Stepping back in time to re-imagine the future of malls

Discussion
Apr 17, 2015

When you’re alone and life is making you lonely
You can always go downtown.

Looking back to the days when shopping centers were not just about commerce but entertainment and community as well could help explain some of the most significant changes currently being made in retailing.

A Washington Post analysis of the current state of malls refers to a new preference for "outdoor ‘town centers’ and ‘lifestyle centers’ that much more closely resemble the old urban downtowns — community centers with sidewalks, public spaces, outdoor restaurants — that the original indoor mall decades ago helped kill."

Watching from Australia, architect and city planner, Mark Hinshaw, told Radio Australia that he believes America’s malls were "a major phenomenon that’s lasted for six decades … people assumed they would go on forever. But that is changing; people are now looking at other ways of living."

Analysis from Wharton Business School, underpinned by a McKinsey report, also harks back to a time when people walked "downtown" to shop, eat and socialize.

Wharton real estate professor, Susan Wachter, notes a return to people living in cities, fuelling demand for combined residential and shopping areas, preferably near where they work. "Many of these malls are old — built in the 1950s and 1960s," she explained. "At the time, Americans were moving farther out from cities. Today, they’re moving back into cities."

Furthermore, Prof. Wachter cites McKinsey’s conclusion that "a storm of global trends are coming together at the same time to cause malls to change the role they play in people’s lives. No longer are they primarily about shopping. Now, when consumers visit malls, they are looking for experiences that go well beyond traditional shopping."

The Post’s conclusion? Today’s shopping centers are "vindication if you’re an urban planner or someone who never liked malls in the first place."

Do you see the mall concept given new life with the aid of outdoor lifestyle centers? To what extent will revived downtown areas replace the need for malls? How do you see the role of malls changing?

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18 Comments on "Stepping back in time to re-imagine the future of malls"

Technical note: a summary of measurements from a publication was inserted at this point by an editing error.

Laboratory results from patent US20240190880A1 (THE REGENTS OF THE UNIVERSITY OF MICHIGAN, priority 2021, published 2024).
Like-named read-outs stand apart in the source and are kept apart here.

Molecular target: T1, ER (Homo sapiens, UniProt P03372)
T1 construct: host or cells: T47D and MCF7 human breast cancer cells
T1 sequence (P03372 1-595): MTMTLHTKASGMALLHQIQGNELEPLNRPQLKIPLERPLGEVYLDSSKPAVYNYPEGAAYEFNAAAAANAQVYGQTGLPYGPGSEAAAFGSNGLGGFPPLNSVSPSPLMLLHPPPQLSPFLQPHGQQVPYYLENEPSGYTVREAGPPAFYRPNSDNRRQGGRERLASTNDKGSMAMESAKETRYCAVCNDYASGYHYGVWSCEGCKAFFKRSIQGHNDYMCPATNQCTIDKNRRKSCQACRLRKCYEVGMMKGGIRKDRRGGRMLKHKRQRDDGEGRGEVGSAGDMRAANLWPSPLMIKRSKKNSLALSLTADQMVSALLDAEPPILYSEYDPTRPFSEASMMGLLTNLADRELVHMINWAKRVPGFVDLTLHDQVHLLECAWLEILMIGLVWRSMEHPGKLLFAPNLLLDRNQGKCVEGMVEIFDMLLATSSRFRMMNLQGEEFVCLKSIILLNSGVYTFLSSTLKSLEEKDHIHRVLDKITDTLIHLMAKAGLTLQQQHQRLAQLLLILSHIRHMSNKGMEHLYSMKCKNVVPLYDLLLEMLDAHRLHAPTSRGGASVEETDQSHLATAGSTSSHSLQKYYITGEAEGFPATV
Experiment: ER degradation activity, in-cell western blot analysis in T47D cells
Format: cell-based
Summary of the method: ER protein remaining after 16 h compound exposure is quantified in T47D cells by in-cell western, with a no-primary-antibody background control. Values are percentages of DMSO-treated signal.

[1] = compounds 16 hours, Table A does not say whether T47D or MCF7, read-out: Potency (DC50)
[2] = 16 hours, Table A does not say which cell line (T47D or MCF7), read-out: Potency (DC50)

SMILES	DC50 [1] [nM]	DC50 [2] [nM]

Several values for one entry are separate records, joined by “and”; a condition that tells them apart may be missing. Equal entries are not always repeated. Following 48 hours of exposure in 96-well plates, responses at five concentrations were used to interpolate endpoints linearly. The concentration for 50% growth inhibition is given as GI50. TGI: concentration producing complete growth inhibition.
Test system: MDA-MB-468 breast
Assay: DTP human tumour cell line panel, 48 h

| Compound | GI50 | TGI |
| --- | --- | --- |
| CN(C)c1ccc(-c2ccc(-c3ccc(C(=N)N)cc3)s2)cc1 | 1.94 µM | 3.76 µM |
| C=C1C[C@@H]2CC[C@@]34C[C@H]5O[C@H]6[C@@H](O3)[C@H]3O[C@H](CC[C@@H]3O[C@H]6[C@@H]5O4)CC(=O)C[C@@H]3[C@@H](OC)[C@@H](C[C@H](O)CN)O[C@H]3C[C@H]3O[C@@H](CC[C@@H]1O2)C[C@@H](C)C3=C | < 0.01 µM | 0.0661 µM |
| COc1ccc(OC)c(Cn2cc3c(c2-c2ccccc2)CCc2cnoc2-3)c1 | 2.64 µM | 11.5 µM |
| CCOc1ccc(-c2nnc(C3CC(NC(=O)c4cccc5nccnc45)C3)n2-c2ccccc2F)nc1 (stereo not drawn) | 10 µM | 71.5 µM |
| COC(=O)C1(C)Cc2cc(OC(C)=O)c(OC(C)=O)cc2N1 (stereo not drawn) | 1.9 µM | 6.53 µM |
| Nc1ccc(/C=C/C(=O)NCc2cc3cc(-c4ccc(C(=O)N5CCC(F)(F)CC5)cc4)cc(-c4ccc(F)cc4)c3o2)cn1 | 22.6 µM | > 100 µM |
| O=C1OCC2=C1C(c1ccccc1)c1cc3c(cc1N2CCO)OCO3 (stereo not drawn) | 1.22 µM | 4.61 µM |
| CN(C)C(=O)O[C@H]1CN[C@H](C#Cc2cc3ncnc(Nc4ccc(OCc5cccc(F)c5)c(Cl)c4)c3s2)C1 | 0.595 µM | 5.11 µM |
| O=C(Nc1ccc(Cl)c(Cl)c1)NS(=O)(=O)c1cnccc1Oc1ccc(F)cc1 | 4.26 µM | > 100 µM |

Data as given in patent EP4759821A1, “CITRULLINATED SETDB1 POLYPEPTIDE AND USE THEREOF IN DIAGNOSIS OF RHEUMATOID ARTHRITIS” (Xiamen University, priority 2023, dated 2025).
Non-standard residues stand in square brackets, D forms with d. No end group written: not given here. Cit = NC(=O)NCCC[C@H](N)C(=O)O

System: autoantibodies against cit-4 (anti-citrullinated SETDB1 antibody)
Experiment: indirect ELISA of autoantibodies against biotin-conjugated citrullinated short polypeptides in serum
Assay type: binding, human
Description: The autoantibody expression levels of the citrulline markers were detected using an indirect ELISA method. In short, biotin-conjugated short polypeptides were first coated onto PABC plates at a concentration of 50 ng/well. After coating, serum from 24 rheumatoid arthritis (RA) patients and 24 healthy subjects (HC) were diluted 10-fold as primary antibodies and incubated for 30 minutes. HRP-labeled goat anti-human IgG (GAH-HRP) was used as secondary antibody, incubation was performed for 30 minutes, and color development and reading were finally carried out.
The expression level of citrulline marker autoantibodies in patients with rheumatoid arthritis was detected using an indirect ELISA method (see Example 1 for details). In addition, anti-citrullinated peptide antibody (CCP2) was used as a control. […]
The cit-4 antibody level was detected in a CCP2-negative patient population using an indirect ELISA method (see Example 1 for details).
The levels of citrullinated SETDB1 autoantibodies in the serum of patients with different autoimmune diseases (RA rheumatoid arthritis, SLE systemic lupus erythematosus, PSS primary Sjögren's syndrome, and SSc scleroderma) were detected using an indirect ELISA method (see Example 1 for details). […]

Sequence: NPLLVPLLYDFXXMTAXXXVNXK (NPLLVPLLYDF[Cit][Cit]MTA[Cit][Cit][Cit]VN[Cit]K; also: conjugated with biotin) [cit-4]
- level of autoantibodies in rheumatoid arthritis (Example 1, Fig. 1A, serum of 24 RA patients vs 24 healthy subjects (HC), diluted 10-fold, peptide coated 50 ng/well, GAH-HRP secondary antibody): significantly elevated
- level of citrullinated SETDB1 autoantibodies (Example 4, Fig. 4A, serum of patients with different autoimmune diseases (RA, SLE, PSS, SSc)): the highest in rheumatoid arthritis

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Dick Seesel
Guest
2 years 10 months ago

There is a “lifestyle center” in my neighborhood in suburban Milwaukee called “Bayshore Town Center.” It replaced an outdated combination strip and indoor mall (with elements from the ’50s and ’70s), and has thrived ever since reopening in 2006. Two of its three original anchors (Bon Ton and Kohl’s) are still in place, while Sears closed last year and is awaiting redevelopment. Apparently the outdoor storefronts (in Bayshore’s faux “downtown”) are more successful than the locations inside the mall, even during winter weather.

Clearly the “socialization” aspect of lifestyle centers is important—complete with dining options, movie theaters, etc.—and it’s also an advantage not to be locked into giant mall anchor department stores as that segment continues to shrink. But the giant regional mall isn’t dead yet, as long as developers keep the tenant mix and entertainment options fresh.

Ralph Jacobson
Guest
2 years 10 months ago

As 70-plus percent of Americans and 50-plus percent of the world’s consumers are living in or moving into cities, the future for concentrated retail shopping outlets (e.g., malls) will increase. Many malls in economically-recovering locations are doing better than ever. In the right areas, consumer lifestyle upgrades are making a difference as we speak, such as free Wi-Fi, etc. Whereas malls of the past and recent future were hangouts for younger people, I can see that coming back because of limited choices for recreation in dense cities.

Cathy Hotka
Guest
2 years 10 months ago

Every retailer I talk to says malls are very much alive. They’ll continue to evolve and serve the changing needs of their customers.

That said, it will be interesting to watch what happens to older malls that are no longer needed. I have some highly-placed analyst friends who think they’ll be turned into living spaces for seniors (complete with eye doctors and walking paths), and that’s probably a good bet.